We will highlight recommendations from experts, cross-system considerations, and opportunities to learn from other communities on health, education, child care, child welfare, pregnancy, and more. While adjusting to the realities of our new world may feel like “building the plane while flying it,” the fact is that researchers, policymakers, and providers have decades of experience and literature that can help us chart a research-informed course in the coming weeks and months.
The U.S. House of Representatives passed on June 21 a landmark bill to provide at least $100 million toward Pay for Success (PFS) programs—with half that amount designated for programs to help children.
The House of representatives approved H.R. 5170, the Social Impact Partnerships to Pay for Results Act (SIPPRA), which will allow the federal government to contribute funding for states’ Pay for Success projects. The bill is a major policy priority for the Institute for Child Success, and it provides a $100 million fund to pilot the federal support of state and local PFS projects, reserving $50 million for the projects serving children.
Without this legislation, the federal government is restricted in how it can support PFS, despite benefitting from projects across the country that reduce burdens on programs such as TANF and Medicaid. The House bill would help to improve outcomes for children and families across the country in a fiscally responsible and evidence-based way.
Pay for Success is an innovative funding model that drives government resources toward social programs that prove effective at providing results to the people who need them most. The model gives highly effective service providers, including nonprofit organizations and charities, access to flexible, reliable, and upfront resources to tackle critical social problems by tapping private funding for up-front costs of the programs. It allows philanthropies and impact investors—rather than state or local governments—to provide the initial capital to scale-up effective programs. Not-for-profit entities deliver those scaled-up programs. Governments then pay investors back for the outcomes achieved, but only if the program succeeds. (Learn more here).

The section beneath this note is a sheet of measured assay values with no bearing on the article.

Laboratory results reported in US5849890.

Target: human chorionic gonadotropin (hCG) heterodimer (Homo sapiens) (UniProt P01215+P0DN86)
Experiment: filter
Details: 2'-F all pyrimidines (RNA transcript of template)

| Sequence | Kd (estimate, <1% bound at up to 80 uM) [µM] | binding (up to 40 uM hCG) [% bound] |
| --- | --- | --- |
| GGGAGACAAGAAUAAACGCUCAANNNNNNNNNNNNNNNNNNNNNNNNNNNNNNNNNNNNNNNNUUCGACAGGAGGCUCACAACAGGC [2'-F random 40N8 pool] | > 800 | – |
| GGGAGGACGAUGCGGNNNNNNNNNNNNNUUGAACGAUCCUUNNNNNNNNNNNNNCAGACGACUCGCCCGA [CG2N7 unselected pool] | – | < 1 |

ICS is thrilled the House has passed this legislation, and that the Senate held an encouraging hearing on a similar bill in May, with Finance Chairman Sen. Orrin Hatch of Utah promising to work further on the legislation this year. ICS thanks the lead sponsors—Reps. Young of Indiana and Delaney of Maryland, Chairman Hatch of Utah, and Sen. Bennet of Colorado—for their tireless leadership and for advancing this legislation in an outcomes-focused and bipartisan fashion.
SIPPRA and more developments in Pay for Success are the focus of the Third Annual Conference for the Early Childhood Social Impact Performance Advisors, planned by ICS and our partners. Check our Facebook and Twitter feeds for live updates, and this blog for daily posts from the conference.